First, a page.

According to the 2022 study, procedural justice is based on “giving people a voice, showing neutrality, treating people with respect, and showing trustworthy objectives.” Training officers in these techniques made them “significantly more likely to behave” in line with them. 

Other options could be looking at policies reducing or limiting use-of-force and changing whether police officers or a different, trained organization should respond to some situations, Burch and Schwartz both said.  

Settlements that result in policy change can be effective, according to experts interviewed by CBS News, but may require extra oversight to ensure the changes continue. Abdul Nassar Rad, the managing director of research and data at Campaign Zero, told CBS News that the stop-and-frisk monitor team overseeing the NYPD, established after multiple lawsuits challenged the policy, was a good example: Since 2013, the monitor team has reported on the department’s progress implementing court-ordered reforms related to stop-and-frisk policies. Nassar Rad said this has led to a decline in unconstitutional stops.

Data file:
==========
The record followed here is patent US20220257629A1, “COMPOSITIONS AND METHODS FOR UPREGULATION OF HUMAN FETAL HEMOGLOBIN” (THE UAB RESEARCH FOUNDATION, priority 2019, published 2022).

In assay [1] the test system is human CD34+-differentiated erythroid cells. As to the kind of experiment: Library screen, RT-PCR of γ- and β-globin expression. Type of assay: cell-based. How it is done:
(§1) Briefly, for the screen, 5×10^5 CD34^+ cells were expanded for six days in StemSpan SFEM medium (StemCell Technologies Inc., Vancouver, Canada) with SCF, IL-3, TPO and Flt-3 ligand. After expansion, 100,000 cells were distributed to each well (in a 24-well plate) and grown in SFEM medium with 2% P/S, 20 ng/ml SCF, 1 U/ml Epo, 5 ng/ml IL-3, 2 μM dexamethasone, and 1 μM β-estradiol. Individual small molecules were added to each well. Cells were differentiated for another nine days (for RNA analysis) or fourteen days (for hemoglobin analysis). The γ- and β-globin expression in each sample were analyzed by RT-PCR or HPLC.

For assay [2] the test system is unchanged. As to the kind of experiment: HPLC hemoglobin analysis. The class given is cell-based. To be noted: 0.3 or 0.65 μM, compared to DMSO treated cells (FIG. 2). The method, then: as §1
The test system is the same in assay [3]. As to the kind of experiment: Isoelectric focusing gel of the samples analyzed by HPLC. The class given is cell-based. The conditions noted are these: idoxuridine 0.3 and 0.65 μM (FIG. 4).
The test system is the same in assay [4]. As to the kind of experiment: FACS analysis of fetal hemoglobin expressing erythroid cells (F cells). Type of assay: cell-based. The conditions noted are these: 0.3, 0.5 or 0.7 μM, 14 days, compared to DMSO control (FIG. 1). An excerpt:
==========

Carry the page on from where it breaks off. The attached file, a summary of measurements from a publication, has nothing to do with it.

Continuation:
Financial settlements in misconduct cases can be effective too — if individual officers shoulder some of the cost. Schwartz highlighted a new state law in Colorado that requires an officer who has been found by their department to have acted in bad faith must shoulder up to $25,000 or 5%, whichever is less, of a settlement. New York City has also “periodically required officers to contribute some amount to settlements in police misconduct cases when they violate policy,” Schwartz said. 

“We’ve talked a lot about deterrence and the ways in which deterrence doesn’t necessarily work in these cases, but these settlements also serve a compensatory goal, which I think is important to keep in mind as well,” Schwartz said. “There’s a lot more that local governments can do and should do to strengthen the effects of these suits on the officers and the departments that are behind them.”